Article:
What is “fast and abstinence”?

To fast is to do without food.  Its purpose is to experience the effects of not eating.  It also serves to be a penance or a sacrifice - for the purpose of strengthening us.  When we don't eat, for even a little while, we get hungry.  When we get hungry, we have a heightened sense of awareness.  If, when we eat too much, we have a sluggish feeling, when we fast, we have a feeling of alertness.  Fasting is a wonderful exercise whenever we want to sincerely ask for an important grace from God.  It is not that our fasting "earns" God's attention, but by fasting, we clarify our thinking and our feeling.  It is purifying and prepares us to pray more deeply.

Catholics, as a group, are required to fast on only two days of the year - Ash Wednesday and Good Friday.  On these days, fasting means something very specific and limited.  It means that one eats only one full meal in a day, with no food in-between meals.  It is understood that two other meals, if one eats three meals a day, should not total one full meal.  One might fast in a more complete way, i.e., eating only a portion of a single meal.  The obligation to fast is binding upon Catholics from ages 18 through 59, health permitting. 

To abstain is to not eat meat.  Its purpose is to be an act of penance - an act of sacrifice, that helps us grow in freedom to make much bigger sacrifices.   Of course, it would not make sense to make the sacrifice of not eating meat, and then eat a wonderful meal I might enjoy even more.  It should be noted that many people in this world cannot afford to eat meat or do not have access to it.   Part of our abstaining from meat can place us in solidarity with so many of our sisters and brothers around the world.  Catholics, age 14 and over, are obliged to abstain from eating meat on Ash Wednesday, Good Friday, and all Fridays of Lent.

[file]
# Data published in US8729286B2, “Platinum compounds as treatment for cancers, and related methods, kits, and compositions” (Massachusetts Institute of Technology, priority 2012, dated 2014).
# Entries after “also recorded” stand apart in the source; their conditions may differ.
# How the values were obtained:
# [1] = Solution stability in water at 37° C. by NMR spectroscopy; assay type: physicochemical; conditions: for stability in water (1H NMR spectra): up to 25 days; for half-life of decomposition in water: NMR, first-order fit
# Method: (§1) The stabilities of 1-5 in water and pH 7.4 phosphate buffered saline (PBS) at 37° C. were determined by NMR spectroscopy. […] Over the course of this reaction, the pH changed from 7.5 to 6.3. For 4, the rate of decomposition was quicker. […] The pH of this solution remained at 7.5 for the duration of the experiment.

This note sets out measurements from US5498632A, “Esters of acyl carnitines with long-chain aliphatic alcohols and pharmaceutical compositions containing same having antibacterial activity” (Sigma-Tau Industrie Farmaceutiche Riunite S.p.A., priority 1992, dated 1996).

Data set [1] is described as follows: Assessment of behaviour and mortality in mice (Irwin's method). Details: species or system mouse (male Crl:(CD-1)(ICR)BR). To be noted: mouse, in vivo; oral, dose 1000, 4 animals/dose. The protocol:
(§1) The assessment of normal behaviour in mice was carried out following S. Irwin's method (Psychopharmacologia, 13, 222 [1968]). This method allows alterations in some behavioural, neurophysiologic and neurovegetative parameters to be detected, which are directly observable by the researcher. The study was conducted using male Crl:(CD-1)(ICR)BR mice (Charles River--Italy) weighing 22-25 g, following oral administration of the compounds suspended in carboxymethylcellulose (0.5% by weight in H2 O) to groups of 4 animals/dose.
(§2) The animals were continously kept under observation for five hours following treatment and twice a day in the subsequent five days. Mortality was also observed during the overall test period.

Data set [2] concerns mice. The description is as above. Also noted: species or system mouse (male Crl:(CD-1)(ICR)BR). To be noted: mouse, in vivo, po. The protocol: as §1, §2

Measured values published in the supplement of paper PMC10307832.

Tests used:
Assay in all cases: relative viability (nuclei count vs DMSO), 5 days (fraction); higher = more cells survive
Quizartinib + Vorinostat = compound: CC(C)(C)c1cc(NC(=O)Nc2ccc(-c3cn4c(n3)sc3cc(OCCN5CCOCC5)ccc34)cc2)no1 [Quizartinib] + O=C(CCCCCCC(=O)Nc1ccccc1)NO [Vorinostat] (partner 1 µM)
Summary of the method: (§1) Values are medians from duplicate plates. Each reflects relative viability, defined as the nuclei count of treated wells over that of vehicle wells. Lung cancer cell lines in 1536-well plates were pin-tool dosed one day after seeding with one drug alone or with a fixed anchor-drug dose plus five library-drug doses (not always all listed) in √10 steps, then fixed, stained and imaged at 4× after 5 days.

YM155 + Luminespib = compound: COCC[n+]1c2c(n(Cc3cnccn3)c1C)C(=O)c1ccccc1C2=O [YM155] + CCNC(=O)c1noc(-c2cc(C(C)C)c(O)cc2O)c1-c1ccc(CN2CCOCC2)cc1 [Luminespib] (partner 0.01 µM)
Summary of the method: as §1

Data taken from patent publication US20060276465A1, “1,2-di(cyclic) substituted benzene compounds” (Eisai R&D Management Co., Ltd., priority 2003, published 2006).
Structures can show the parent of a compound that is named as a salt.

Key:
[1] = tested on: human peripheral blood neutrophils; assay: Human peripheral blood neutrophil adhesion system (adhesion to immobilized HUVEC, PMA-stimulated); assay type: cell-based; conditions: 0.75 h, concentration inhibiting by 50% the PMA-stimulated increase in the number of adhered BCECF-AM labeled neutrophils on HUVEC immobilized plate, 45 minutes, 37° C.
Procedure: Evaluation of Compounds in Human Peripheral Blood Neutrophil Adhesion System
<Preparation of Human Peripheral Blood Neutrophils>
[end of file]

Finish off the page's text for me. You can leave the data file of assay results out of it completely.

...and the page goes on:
What needs changing in my life?

We start to come to know that by asking for help. "Lord, help me to know what needs changing." It is often said, "Be careful about what you ask for." This is one of those requests that God must surely want to answer.

Then, we have to listen. With a little bit of reflection, most of us will just begin to "name" things that make up our ordinary habits and ways of being who we are, that we aren't very proud of. Things we do and things we never get around to doing. We can "feel" the call to change our attitudes, our self-absorbtion, or our way of interacting with others. Perhaps a spouse, a loved one, a friend, a family member, a co-worker has told me something about myself that gets in the way of communication, that makes relating to them difficult. Maybe I don't take God very seriously. I go to Church on Sunday, and contribute my share, but I don't really take time to deal with my relationship with God. Perhaps I've let my mind and fantasy get cluttered with escapist litter. I might begin to name a number of self-indulgent habits. I may realize I rarely, if ever, hear the cry of the poor, and can't remember when I've answered that cry. It could be that dishonesty on all kinds of levels has become a way of life. One of the roadblocks in my relationship with God and others may be deep wounds or resentments from the past, things I continue to hold against others or myself.

Praying

Lent is the time to start new patterns of prayer. Perhaps I haven't been praying at all. This is a great time to choose to begin. It is important to begin realistically. I can start by simply pausing when I get up and taking a slow, deep breath, and recalling what I have to do this day, and asking for grace to do it as a child of God. I may want to go to bed a half an hour earlier, and get up a half an hour earlier and give myself some time alone to read the readings for the day, and just talk with the Lord about those readings or about the stuff of the day. I may choose to go to Mass each day during Lent. I may choose to get to church on Sunday, just 15 minutes earlier, so I can reflect a bit. Lent may be a time I would want to choose to start to journal the day to day reflections that are coming, the desires I'm naming and asking for, the graces I am being given.

Practicing Generosity